Jerry Peck, Construction / Litigation Consultant
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    Default Re: is exposed paper vapor retarder allowed here?

    That's what I needed to know. thanks!

    Don't know where I got it into my head that there were exceptions to the requirement related to unconditioned space - it didn't quite make sense to me, which is why I asked.

    Last edited by Michael Thomas; 03-11-2010 at 08:12 PM.
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    Default Re: is exposed paper vapor retarder allowed here?

    The reason is that flame spread across those facings is pretty good, so by being in substantial contact with gypsum board it restricts the flame spread and basically serves to snuff the fire out because it will burn up its fuel (the facing) without being able to travel far enough to keep getting new fuel.

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  10. #10
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    Default Re: is exposed paper vapor retarder allowed here?

    I see this problem A LOT and it always amazes me that someone can get through an entire insulation job without reading the instructions that literally hit them in the nose.... they are even printed in spanish now.


  11. #11
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    Default Re: is exposed paper vapor retarder allowed here?

    Jerry,

    The requirement makers sense to me; it was my seeming to remember that there there was some sort of exception for exposed paper facing in some unconfined spaces that didn't quite make sense to me.

    But then, this is the third night in a row I've been up past midnight writing reports (I get up at 5:30 weekday mornings to drive my wife to the train), so at this point I'm surprised anything makes sense to me.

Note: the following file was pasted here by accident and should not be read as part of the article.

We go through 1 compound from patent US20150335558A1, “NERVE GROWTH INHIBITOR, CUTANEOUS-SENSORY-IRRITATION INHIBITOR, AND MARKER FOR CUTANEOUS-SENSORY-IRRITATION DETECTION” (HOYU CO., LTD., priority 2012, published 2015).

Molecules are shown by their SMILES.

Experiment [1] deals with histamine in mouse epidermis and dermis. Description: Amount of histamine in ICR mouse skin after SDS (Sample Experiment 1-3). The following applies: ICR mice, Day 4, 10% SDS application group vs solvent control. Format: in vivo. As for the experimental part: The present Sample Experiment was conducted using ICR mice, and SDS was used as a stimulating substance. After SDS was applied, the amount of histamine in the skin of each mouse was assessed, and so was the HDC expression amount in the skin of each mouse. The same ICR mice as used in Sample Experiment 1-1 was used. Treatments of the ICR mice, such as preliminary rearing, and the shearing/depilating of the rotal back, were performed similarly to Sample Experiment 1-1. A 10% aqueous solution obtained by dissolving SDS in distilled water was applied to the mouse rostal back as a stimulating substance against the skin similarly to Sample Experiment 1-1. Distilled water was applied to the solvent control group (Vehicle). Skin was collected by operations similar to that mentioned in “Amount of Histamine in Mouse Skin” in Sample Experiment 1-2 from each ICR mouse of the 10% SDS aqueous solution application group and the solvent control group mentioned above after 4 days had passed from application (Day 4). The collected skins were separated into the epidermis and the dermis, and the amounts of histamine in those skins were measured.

Last edited by Michael Thomas; 03-12-2010 at 08:37 AM.
    Michael Thomas
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  12. #12
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    Default Re: is exposed paper vapor retarder allowed here?

    My advice to this homeowner is to use unfaced insulation only - always. This seems to be at least R19. I would think R21. The intent is good, but there is a better way, as described here at my web site.


  13. #13
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    Default Re: is exposed paper vapor retarder allowed here?

    In my experience as a contractor (Maryland) you can use the faced insulation with the face (paper) facing the unconditioned area if the face is scored to allow it to vent the moisture that will collect as it migrates from the conditioned area. The paper is designed to act as a vapor barrier to the insulation and not much more. Posed with the situation of having the insulation there I would correct the problem by scoring the paper and leaving it in place as the easiest and effective solution.

    Last edited by Garry Sorrells; 03-12-2010 at 08:11 AM. Reason: more info

  14. #14
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    Default Re: is exposed paper vapor retarder allowed here?

    Quote Originally Posted by Garry Sorrells View Post
    In my experience as a contractor (Maryland) you can use the faced insulation with the face (paper) facing the unconditioned area if the face is scored to allow it to vent the moisture that will collect as it migrates from the conditioned area. The paper is designed to act as a vapor barrier to the insulation and not much more. Posed with the situation of having the insulation there I would correct the problem by scoring the paper and leaving it in place as the easiest and effective solution.
    wrong! see post# 7.


  15. #15
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    Thumbs up Re: is exposed paper vapor retarder allowed here?